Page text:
“You are all, no doubt, incredibly interested to hear my tale. To know the events that transpired and the many things that happened leading me to my current situation. Stranded for weeks on this island, so far removed from my public life---I’ve had plenty of time to reflect on these events. I’ve replayed them in my mind over and over again, ensuring that no detail was forgotten. Despite your instinct to dismiss this as the ramblings of a madman whose brain is so sun-soaked, his grasp on reality drifts further and further away with each passing day, please be assured. I, at no point, lost any of my mental lucidity. Every word, as astounding as they might be, is accurate.”
There was a time when I did not look as I do today. Now I am an old man, far removed from the days of my prime. The lines in my face are marks of wisdom. And my beard was much darker and much shorter. I have been on that island for six thousand, five hundred, ninety-four days…that’s a touch over eighteen years.
Through the intervention of chance, I was afforded ample time to delve into thought. There were periods of my island life where I did no more than eat, drink and be meditatin’. If the meaning of life is purpose, I had to find one.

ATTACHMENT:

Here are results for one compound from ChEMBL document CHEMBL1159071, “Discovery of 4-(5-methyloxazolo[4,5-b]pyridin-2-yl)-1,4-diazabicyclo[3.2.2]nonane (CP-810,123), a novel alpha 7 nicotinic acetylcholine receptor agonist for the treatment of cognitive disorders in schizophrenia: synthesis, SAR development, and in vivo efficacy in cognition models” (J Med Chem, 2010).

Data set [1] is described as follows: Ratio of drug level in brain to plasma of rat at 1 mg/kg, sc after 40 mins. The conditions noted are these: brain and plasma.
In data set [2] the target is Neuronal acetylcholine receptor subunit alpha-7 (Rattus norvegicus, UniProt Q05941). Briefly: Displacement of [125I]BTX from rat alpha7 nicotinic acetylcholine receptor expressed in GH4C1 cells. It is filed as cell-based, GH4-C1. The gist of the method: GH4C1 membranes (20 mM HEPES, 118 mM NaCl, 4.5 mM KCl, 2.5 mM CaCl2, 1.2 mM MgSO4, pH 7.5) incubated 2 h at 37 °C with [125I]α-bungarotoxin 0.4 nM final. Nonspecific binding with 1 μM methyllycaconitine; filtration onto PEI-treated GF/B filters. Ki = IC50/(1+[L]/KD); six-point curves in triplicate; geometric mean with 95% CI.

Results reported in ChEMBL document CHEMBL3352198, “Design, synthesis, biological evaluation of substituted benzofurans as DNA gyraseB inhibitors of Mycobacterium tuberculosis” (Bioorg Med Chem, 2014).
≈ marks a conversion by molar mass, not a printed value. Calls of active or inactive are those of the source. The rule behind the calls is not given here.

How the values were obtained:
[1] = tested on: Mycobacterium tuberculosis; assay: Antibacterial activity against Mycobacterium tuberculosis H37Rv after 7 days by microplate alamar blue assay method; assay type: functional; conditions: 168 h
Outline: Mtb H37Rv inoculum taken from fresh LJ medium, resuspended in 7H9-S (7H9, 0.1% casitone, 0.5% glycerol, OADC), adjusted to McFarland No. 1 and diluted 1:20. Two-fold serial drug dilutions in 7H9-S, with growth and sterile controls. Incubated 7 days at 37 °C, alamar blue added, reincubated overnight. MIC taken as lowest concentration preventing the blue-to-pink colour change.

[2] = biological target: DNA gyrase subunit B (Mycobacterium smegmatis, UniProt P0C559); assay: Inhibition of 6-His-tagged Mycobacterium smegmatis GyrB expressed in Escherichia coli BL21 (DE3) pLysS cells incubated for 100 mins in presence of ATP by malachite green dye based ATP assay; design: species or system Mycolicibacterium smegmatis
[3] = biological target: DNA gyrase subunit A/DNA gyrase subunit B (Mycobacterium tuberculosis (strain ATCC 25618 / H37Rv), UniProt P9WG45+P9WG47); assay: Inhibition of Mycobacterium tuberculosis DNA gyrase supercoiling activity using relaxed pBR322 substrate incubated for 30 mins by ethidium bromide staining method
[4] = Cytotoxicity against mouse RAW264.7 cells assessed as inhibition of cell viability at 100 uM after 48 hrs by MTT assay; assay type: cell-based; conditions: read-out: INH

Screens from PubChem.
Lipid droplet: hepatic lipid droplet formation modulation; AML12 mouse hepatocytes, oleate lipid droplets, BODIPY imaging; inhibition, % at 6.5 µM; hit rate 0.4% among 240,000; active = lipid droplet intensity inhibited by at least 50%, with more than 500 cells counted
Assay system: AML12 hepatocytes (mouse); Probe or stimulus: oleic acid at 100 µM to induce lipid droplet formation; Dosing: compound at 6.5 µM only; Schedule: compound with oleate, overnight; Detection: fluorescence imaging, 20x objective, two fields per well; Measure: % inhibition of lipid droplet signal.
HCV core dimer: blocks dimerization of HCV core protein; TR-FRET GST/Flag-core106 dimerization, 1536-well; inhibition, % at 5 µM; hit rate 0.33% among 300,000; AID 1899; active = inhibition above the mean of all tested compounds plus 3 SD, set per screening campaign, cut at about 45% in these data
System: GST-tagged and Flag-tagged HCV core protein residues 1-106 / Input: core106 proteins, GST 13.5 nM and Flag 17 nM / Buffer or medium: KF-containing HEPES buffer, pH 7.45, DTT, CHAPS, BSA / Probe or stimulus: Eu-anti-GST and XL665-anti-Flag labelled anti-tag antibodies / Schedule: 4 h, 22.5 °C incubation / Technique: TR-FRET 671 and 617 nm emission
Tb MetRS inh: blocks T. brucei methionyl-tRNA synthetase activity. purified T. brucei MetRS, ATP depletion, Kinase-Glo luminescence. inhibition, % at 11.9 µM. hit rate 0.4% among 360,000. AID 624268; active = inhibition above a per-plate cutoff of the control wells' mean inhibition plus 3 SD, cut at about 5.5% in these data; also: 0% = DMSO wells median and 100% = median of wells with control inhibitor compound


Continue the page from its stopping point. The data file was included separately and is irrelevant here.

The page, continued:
It became clear to me that my purpose was to think…to delve deeper into thought than was thought humanly possible before.
“The people crave a Messiah! They don’t want to hear your rhetoric!” His voice was old, but it was strong. “The people want to feel a passion! A purpose! “Belief” is, you will find with the benefit of experience, a power that can control the masses!”
He held their attention, if not their endorsements.
“It is the truth, and it is laid out before us, in the annals of written history,” the Preacher picked up a stack of old looking papers. “You know it to be true, Senator!!” He threw the papers in the general direction of the man with caring eyes.
The Senator looked down his nose at the yellowed papers lying at his shiny feet. Without the slightest flinch, the statesman stood balanced. “How arrogant of you to assume the will of the people?! You can offer salvation from their worst fears of death. But you cannot offer anything more than false hope in their current reality!” The Senator summoned a look usually reserved for the (talented) gardener. “Your ‘history’ should show you the shortcomings of belief based government.”
T he Preacher nearly reeled from the verbal assault. The Senator brushed non-existent lint from the sleeves of his custom-fitted suit. The Monk seemed to float in between the two of them. “Just because you disagree, does not mean either is wrong.”
“Thanks, Yoda,” The Senator swiped the Monk out of the way with the back of his hand. “What’s with all the religion in the room?”
The Preacher was communicating on a much more human level. He motioned to the Monk with his thumb. “He’s the mysticism of spirituality.” His thumb turned to his own chest. “I’m the church…what man can do in the name of God.” He added, as if clarification was needed, “whether it be good, or it be bad.”